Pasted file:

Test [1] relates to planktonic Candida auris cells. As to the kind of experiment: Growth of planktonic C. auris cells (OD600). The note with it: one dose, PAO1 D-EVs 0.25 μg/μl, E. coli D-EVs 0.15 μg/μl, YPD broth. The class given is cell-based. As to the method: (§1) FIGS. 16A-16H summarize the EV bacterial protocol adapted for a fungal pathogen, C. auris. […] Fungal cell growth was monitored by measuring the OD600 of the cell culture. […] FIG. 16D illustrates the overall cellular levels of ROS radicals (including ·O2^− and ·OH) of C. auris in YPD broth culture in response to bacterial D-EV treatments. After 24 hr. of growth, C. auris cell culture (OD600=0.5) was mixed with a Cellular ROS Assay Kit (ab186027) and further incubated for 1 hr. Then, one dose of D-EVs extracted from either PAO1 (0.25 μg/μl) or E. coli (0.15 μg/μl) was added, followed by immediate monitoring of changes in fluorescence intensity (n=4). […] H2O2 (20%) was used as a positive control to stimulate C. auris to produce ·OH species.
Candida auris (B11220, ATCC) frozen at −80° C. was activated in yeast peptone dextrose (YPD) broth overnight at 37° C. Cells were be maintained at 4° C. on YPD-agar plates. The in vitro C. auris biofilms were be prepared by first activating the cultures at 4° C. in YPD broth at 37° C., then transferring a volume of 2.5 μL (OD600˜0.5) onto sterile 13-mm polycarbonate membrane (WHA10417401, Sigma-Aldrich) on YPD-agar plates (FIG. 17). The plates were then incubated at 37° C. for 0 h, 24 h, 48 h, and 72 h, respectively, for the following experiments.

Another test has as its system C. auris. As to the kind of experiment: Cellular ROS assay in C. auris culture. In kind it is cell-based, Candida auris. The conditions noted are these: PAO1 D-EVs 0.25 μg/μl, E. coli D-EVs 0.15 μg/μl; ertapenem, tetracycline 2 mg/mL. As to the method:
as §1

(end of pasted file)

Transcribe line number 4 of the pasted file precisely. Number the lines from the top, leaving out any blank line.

as §1